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4 Crucial Questions to Ask Before You Cosign Your Child’s Student Loan Refinancing

Last updated 03/14/2024 by

Ben Luthi
Refinancing your student loans is a great way to lower your interest rate, monthly payment, or both. But for many people, it requires that someone cosign the loan. As a parent, you’d do just about anything to help your kids. But before you cosign your child’s student loan refinancing, consider how it can affect your financial well-being.

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3 Pros of cosigning your child’s student loan refinancing

“The biggest reason for cosigning is to help people get approved for a loan they don’t qualify for on their own,” says Devin Hughes, director of business development at LendKey, “or to achieve a lower rate if the cosigner has a better credit score or financial history.”

1. You can help your child financially

Getting a lower interest rate on a loan can save hundreds or even thousands of dollars, depending on the balance and loan terms. If your child is responsible, adding your credit history and financial strength to the application can help him or her get ahead on repaying the debt.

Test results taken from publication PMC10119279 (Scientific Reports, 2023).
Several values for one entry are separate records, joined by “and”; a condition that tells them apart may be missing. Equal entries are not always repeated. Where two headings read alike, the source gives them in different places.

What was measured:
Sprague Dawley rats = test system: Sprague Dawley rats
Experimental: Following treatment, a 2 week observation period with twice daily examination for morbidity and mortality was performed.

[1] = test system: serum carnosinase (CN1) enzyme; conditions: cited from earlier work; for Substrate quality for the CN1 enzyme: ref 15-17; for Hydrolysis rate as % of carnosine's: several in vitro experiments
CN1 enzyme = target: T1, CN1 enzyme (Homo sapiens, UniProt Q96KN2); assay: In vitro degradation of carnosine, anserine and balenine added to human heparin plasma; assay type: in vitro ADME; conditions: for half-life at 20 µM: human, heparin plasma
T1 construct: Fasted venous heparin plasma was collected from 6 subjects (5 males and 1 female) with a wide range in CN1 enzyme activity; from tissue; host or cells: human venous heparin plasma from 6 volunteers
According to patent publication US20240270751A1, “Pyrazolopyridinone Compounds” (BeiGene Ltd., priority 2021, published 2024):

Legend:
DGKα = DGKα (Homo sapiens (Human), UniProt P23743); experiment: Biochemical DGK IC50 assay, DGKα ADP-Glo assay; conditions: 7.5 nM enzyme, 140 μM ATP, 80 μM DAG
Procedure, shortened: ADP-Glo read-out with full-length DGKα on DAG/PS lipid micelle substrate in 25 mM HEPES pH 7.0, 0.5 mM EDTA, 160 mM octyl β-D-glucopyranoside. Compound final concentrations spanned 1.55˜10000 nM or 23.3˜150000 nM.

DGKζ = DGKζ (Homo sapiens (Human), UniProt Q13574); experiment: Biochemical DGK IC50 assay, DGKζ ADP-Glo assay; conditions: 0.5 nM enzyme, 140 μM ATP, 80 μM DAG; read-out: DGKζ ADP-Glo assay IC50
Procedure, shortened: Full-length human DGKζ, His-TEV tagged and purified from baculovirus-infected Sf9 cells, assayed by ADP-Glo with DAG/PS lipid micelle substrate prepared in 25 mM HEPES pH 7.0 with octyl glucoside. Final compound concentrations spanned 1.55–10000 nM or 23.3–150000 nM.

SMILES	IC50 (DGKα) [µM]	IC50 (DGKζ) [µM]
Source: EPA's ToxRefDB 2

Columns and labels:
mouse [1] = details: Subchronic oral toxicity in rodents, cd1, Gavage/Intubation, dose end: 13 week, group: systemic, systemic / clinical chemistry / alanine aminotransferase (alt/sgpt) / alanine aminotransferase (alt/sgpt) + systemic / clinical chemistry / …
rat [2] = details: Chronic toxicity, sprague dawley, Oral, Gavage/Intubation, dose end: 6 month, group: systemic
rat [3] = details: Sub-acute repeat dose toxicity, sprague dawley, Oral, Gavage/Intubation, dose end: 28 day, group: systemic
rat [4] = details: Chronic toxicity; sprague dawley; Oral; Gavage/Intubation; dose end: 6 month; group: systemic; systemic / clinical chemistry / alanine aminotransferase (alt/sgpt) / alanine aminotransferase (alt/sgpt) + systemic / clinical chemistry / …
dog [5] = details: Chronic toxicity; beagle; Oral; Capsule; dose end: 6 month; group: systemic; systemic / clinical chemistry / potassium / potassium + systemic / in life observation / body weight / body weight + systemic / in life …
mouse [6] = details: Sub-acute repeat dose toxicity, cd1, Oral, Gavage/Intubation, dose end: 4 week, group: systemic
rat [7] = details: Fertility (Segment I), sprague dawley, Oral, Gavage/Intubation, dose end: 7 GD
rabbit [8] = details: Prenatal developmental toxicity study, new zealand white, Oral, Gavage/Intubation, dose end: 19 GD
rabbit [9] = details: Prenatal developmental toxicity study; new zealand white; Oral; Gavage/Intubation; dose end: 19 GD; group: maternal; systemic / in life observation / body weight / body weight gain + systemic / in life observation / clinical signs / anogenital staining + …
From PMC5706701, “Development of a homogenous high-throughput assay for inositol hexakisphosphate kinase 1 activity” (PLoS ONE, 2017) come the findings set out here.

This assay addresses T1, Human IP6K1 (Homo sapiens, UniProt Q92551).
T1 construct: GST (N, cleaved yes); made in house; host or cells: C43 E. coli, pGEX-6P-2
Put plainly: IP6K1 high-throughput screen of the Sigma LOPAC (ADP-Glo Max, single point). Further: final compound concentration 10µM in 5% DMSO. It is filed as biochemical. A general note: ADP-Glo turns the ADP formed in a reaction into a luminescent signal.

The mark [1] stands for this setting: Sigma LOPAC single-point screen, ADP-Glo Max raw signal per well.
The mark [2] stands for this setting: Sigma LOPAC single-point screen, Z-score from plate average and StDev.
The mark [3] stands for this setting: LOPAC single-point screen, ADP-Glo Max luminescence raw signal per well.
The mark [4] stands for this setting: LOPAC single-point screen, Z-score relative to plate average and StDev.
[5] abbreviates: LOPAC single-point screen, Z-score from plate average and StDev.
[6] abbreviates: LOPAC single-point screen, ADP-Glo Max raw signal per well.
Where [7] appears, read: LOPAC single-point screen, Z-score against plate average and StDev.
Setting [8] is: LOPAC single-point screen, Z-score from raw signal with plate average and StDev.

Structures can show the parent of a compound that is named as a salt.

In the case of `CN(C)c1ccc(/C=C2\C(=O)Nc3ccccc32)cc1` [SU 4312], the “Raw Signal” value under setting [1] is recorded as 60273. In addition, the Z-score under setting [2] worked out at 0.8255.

2. You can be an accountability partner

Since you’re on the loan with your child, it gives you an incentive to help him or her repay the debt as quickly as possible. Review some ways to pay off student loans early and help your child work toward that goal.

3. You can help boost your child’s credit

If you choose to cosign, you have a big incentive to help your child stay on top of his or her payments every month. And since payment history is the most important factor in your credit score, your encouragement can help keep your child on the right path to building credit.

Questions to ask before cosigning

Before you cosign a loan, there are some questions you should ask yourself and your child.

1. Is there a cosigner release option?

Many student loan refinancing lenders offer what’s called a cosigner release. This means that, after a predetermined amount of time, the primary borrower can request that the lender remove the cosigner from the loan.
“This gives a higher likelihood that the cosigner can absolve themselves from the debt,” says Hughes, “although not guaranteed.”
When the borrower requests a cosigner release, the lender will typically run another credit check on the primary borrower and request income documents to verify that he or she is qualified to continue the loan on their own. Cosigner releases help mitigate a lot of the risks that come with cosigning, so it’s essential that you know if it’s available before proceeding.
Among the top student loan refinancing lenders, here are the ones that offer cosigner release:
  • Citizens Bank: After 36 months of consecutive on-time payments
  • CommonBond: After 24 months of consecutive on-time payments
  • LendKey: After 12 months of consecutive on-time payments
  • Sallie Mae: After 12 months of consecutive on-time payments
Sidenote: you can use LendKey’s student loan refinancing calculator to compare your current loan with a potential loan to see how much you’ll save with a refinance.

The biggest concern as a cosigner is your responsibility if the borrower can’t make payments”